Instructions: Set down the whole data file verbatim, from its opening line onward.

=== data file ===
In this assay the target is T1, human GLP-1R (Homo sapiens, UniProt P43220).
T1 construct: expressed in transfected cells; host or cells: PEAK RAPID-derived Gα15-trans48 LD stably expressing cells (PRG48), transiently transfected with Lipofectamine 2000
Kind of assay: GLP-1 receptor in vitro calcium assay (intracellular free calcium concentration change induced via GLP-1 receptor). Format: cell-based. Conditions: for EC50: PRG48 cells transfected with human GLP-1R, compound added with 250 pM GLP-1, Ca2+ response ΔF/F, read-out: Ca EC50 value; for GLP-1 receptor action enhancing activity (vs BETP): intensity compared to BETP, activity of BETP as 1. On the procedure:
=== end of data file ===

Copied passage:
In this assay the target is T1, human GLP-1R (Homo sapiens, UniProt P43220).
T1 construct: expressed in transfected cells; host or cells: PEAK RAPID-derived Gα15-trans48 LD stably expressing cells (PRG48), transiently transfected with Lipofectamine 2000
Kind of assay: GLP-1 receptor in vitro calcium assay (intracellular free calcium concentration change induced via GLP-1 receptor). Format: cell-based. Conditions: for EC50: PRG48 cells transfected with human GLP-1R, compound added with 250 pM GLP-1, Ca2+ response ΔF/F, read-out: Ca EC50 value; for GLP-1 receptor action enhancing activity (vs BETP): intensity compared to BETP, activity of BETP as 1. On the procedure: